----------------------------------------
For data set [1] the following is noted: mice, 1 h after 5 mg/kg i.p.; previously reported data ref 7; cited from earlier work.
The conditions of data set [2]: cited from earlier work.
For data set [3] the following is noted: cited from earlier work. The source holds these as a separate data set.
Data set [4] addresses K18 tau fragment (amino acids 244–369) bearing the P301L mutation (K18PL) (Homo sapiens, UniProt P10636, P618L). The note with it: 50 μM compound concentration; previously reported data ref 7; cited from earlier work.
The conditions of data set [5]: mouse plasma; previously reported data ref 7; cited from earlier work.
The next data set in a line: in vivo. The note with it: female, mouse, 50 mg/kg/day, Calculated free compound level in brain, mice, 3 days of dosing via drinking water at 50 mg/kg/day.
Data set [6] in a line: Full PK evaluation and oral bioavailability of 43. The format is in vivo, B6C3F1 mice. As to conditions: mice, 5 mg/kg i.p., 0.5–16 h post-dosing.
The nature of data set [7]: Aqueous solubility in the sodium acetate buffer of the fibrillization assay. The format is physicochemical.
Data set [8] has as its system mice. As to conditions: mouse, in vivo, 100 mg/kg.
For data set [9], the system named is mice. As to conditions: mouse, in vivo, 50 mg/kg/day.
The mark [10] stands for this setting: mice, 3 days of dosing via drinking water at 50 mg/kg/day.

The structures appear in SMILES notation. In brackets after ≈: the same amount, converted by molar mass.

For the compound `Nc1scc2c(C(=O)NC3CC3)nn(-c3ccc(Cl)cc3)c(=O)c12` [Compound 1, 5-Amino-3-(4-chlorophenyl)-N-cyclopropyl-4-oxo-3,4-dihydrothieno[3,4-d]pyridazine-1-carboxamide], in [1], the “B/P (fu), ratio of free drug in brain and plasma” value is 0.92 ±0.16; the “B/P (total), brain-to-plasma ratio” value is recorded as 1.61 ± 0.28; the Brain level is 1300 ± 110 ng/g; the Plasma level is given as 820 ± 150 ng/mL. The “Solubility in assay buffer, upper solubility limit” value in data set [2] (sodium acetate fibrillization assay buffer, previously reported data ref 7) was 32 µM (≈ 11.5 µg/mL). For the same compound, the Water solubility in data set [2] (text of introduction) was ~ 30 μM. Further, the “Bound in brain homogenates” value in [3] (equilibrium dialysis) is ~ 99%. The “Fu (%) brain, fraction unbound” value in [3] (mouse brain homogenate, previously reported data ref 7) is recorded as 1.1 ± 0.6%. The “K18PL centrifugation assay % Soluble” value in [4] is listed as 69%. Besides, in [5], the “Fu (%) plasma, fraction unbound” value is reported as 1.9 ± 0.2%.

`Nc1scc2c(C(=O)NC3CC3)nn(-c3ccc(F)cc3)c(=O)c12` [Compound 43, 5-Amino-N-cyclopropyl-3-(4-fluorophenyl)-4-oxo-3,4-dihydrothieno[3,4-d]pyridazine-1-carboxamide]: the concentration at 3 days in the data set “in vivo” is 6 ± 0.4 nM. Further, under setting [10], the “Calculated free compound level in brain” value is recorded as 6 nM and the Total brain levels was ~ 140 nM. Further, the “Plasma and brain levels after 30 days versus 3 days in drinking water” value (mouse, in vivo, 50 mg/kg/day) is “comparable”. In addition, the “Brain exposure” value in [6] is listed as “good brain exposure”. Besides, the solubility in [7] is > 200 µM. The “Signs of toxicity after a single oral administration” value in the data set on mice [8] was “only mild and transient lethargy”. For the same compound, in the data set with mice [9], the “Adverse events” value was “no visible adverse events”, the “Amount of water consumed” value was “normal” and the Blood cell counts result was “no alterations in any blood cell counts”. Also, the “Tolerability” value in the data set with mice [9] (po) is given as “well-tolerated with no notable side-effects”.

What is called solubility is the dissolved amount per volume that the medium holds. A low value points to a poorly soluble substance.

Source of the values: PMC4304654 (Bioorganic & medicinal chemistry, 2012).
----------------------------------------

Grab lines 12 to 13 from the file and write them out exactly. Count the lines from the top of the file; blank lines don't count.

The structures appear in SMILES notation. In brackets after ≈: the same amount, converted by molar mass.

For the compound `Nc1scc2c(C(=O)NC3CC3)nn(-c3ccc(Cl)cc3)c(=O)c12` [Compound 1, 5-Amino-3-(4-chlorophenyl)-N-cyclopropyl-4-oxo-3,4-dihydrothieno[3,4-d]pyridazine-1-carboxamide], in [1], the “B/P (fu), ratio of free drug in brain and plasma” value is 0.92 ±0.16; the “B/P (total), brain-to-plasma ratio” value is recorded as 1.61 ± 0.28; the Brain level is 1300 ± 110 ng/g; the Plasma level is given as 820 ± 150 ng/mL. The “Solubility in assay buffer, upper solubility limit” value in data set [2] (sodium acetate fibrillization assay buffer, previously reported data ref 7) was 32 µM (≈ 11.5 µg/mL). For the same compound, the Water solubility in data set [2] (text of introduction) was ~ 30 μM. Further, the “Bound in brain homogenates” value in [3] (equilibrium dialysis) is ~ 99%. The “Fu (%) brain, fraction unbound” value in [3] (mouse brain homogenate, previously reported data ref 7) is recorded as 1.1 ± 0.6%. The “K18PL centrifugation assay % Soluble” value in [4] is listed as 69%. Besides, in [5], the “Fu (%) plasma, fraction unbound” value is reported as 1.9 ± 0.2%.